Owner and art director of Toy Machine Skateboards, Ed Templeton's work has been most widely-seen on boards under the feet of thousands of skateboarders around the world. For fans of his skateboard graphics or those already familiar with his art, the new book "The Cemetery of Reason"—a compliment to his 2010 solo exhibition of the same name—binds together images of over 260 pieces in a comprehensive survey of the native Southern Californian's work.
Projects span painting and drawing to screen printing and photography, highlighting his free-form approach to combining mediums, something of a hybrid documentary-style that makes for a refreshing take on heady subjects like society, religion and the overall human condition.
While Templeton often comments on today's over-sexed and under-supervised youth, the nomadic life of a pro skateboarder gives the artist unusual glimpses into innumerable global locations. Works in "The Cemetery of Reason" include photos of a bloodied friend after a bad slam or a seedy motel in Middle America, paintings of monstrous creatures speaking brainwashed thoughts and surreal mixed-media works of nude women.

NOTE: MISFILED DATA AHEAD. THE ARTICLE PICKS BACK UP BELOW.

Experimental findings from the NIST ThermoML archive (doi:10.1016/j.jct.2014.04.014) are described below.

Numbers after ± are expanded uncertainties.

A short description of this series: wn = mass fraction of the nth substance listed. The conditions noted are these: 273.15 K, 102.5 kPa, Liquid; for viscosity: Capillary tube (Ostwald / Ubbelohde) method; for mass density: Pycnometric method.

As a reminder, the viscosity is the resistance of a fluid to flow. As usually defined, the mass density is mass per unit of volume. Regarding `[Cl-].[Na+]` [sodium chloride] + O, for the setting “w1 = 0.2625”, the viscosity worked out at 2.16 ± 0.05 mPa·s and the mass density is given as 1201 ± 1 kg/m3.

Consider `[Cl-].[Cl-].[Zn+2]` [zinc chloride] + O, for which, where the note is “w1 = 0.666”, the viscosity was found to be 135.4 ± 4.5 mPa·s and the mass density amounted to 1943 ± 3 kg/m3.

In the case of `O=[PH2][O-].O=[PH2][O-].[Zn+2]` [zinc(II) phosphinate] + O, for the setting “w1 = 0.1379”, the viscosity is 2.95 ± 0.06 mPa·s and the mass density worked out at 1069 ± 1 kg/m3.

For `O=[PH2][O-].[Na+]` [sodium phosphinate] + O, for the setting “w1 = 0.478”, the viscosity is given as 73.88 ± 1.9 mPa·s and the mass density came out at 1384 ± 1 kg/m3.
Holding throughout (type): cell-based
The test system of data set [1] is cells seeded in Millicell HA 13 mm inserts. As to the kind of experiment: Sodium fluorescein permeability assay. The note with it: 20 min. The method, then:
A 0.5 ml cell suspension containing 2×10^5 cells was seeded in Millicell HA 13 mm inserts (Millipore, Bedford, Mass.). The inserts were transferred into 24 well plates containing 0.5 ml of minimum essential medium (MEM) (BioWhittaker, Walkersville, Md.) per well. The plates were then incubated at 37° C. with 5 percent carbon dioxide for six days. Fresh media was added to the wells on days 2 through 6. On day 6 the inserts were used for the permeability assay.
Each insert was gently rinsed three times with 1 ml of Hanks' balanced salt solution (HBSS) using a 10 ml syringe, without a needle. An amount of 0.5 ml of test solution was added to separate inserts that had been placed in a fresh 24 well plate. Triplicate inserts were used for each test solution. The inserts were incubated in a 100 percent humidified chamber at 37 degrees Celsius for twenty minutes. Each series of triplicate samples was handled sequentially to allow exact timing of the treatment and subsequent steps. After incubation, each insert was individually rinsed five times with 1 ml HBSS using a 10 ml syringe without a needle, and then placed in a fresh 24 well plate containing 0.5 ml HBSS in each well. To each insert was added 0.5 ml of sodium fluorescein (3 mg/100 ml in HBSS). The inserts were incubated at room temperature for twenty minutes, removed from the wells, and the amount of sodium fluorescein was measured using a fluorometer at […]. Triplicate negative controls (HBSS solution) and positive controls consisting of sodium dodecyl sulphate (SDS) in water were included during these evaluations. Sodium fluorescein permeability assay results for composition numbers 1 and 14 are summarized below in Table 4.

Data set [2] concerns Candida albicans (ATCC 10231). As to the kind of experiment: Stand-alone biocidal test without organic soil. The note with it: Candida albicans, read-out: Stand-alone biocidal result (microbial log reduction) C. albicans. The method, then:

While his work spans several mediums, the strength of his aesthetic is his first-person perspective, acting as an overarching link between subjects and artworks to convey his humanistic worldview.
Rounded out with telling interviews with Templeton over the years, as well as multiple essays by influential artists, writers and the exhibition's curator, pick up "The Cemetery of Reason" online from Amazon.